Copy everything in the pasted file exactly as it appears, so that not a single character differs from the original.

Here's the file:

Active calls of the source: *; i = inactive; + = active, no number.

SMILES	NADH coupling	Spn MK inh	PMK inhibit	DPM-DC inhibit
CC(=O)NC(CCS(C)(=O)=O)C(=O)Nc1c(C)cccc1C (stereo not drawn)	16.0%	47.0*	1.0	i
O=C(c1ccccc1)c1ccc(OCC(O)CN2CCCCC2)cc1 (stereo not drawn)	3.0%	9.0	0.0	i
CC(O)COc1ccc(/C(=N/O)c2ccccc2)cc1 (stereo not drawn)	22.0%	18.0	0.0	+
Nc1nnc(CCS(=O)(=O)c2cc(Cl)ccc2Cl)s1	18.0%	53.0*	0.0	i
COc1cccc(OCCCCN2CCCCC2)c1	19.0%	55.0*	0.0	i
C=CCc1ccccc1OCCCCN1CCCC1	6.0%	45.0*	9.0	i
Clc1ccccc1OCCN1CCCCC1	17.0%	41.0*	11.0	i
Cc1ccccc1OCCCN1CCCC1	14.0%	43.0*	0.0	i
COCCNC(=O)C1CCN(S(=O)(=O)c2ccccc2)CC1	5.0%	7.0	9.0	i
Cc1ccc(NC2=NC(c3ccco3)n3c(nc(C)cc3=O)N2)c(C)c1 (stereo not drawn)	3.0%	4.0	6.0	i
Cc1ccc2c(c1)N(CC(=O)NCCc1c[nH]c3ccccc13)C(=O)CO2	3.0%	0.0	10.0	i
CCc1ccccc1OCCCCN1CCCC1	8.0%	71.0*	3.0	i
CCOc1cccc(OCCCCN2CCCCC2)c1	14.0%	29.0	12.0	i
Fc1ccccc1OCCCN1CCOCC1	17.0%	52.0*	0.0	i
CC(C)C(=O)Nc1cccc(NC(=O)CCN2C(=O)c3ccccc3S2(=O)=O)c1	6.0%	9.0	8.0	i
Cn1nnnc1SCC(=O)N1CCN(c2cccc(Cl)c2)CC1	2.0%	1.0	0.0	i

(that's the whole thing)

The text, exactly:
Active calls of the source: *; i = inactive; + = active, no number.

SMILES	NADH coupling	Spn MK inh	PMK inhibit	DPM-DC inhibit
CC(=O)NC(CCS(C)(=O)=O)C(=O)Nc1c(C)cccc1C (stereo not drawn)	16.0%	47.0*	1.0	i
O=C(c1ccccc1)c1ccc(OCC(O)CN2CCCCC2)cc1 (stereo not drawn)	3.0%	9.0	0.0	i
CC(O)COc1ccc(/C(=N/O)c2ccccc2)cc1 (stereo not drawn)	22.0%	18.0	0.0	+
Nc1nnc(CCS(=O)(=O)c2cc(Cl)ccc2Cl)s1	18.0%	53.0*	0.0	i
COc1cccc(OCCCCN2CCCCC2)c1	19.0%	55.0*	0.0	i
C=CCc1ccccc1OCCCCN1CCCC1	6.0%	45.0*	9.0	i
Clc1ccccc1OCCN1CCCCC1	17.0%	41.0*	11.0	i
Cc1ccccc1OCCCN1CCCC1	14.0%	43.0*	0.0	i
COCCNC(=O)C1CCN(S(=O)(=O)c2ccccc2)CC1	5.0%	7.0	9.0	i
Cc1ccc(NC2=NC(c3ccco3)n3c(nc(C)cc3=O)N2)c(C)c1 (stereo not drawn)	3.0%	4.0	6.0	i
Cc1ccc2c(c1)N(CC(=O)NCCc1c[nH]c3ccccc13)C(=O)CO2	3.0%	0.0	10.0	i
CCc1ccccc1OCCCCN1CCCC1	8.0%	71.0*	3.0	i
CCOc1cccc(OCCCCN2CCCCC2)c1	14.0%	29.0	12.0	i
Fc1ccccc1OCCCN1CCOCC1	17.0%	52.0*	0.0	i
CC(C)C(=O)Nc1cccc(NC(=O)CCN2C(=O)c3ccccc3S2(=O)=O)c1	6.0%	9.0	8.0	i
Cn1nnnc1SCC(=O)N1CCN(c2cccc(Cl)c2)CC1	2.0%	1.0	0.0	i